3 December 2018

From the lab to the shop floor: a journey to industrialisation

£27 million investment sees launch of exciting high-tech facility

In December this year – in just a few weeks’ time from now – the team at Materials Solutions – a Siemens business will proudly open the doors to its new additive manufacturing (AM) factory in Worcester (UK).

As general manager of the new facility, I will be thrilled to welcome respected guests and colleagues to the official launch to help us celebrate the boundless opportunities this site will bring. We’ll be welcoming around 100 of our valued customers and members of the UK and global press, as well as leaders from our global AM team and chief executive of Siemens UK, Juergen Maier., plus the CEO of the Siemens Power and Gas Division, Willi Meixner.

My team and I are excited by the chance to show how our factory – which takes the total number of Siemens UK factories to 15 – will take a traditionally experimental laboratory process and turn it into a tangible, robust and valuable industrial practice.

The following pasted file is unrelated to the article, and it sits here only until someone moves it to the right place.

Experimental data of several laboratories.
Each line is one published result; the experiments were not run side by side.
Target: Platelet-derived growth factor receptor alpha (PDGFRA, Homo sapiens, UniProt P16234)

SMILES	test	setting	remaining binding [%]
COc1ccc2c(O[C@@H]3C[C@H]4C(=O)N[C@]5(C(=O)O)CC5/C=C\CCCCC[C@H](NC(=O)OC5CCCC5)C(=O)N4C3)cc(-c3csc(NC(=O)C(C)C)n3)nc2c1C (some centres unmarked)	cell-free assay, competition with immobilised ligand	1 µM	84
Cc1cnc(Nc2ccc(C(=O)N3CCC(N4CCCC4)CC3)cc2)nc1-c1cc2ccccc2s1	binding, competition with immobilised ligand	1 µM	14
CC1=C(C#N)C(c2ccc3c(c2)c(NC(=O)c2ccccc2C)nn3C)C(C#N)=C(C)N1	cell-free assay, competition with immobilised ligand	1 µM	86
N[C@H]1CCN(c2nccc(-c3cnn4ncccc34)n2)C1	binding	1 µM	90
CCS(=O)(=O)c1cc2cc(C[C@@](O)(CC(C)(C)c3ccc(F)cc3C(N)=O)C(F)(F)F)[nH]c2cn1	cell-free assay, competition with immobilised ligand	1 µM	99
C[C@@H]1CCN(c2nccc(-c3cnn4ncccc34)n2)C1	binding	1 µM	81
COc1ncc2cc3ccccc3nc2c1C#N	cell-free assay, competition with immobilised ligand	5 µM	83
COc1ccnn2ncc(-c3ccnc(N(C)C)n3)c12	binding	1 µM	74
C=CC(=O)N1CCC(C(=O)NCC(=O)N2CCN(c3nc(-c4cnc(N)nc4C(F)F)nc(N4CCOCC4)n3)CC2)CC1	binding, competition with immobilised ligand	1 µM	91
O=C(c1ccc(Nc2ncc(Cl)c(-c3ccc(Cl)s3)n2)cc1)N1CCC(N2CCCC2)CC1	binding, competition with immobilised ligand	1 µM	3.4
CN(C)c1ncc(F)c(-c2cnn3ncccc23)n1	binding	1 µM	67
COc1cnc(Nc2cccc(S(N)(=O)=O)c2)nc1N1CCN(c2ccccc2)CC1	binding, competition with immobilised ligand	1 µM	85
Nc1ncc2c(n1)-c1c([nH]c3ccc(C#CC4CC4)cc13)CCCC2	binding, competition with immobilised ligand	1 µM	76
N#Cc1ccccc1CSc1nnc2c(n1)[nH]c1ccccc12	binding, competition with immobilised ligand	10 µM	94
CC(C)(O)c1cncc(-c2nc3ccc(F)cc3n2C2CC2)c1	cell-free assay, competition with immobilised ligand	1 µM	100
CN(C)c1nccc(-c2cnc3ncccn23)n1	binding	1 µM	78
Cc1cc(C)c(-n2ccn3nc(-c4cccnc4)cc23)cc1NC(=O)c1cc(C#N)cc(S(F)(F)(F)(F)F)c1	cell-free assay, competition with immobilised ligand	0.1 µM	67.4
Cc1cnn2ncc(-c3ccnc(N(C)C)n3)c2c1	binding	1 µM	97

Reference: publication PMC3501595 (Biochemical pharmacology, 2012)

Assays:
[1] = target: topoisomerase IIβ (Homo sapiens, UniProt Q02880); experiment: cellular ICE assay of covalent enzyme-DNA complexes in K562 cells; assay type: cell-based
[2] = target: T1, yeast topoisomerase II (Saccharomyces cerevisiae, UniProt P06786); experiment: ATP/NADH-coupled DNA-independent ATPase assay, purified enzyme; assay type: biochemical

Materials Solutions has been on an incredible journey since it was founded by Carl Brancher back in 2006. Over the years we honed our skills and developed our expertise in AM technology and have been privileged to work with customers from many different industries, including power generation, oil and gas, aerospace, automotive and motor sport.

It was because of our capabilities that we grabbed the attention of Siemens and, in August 2016, Materials Solutions was acquired by Siemens and we joined a global technology family. The rest, as they say, is history…. or, in our case, the future.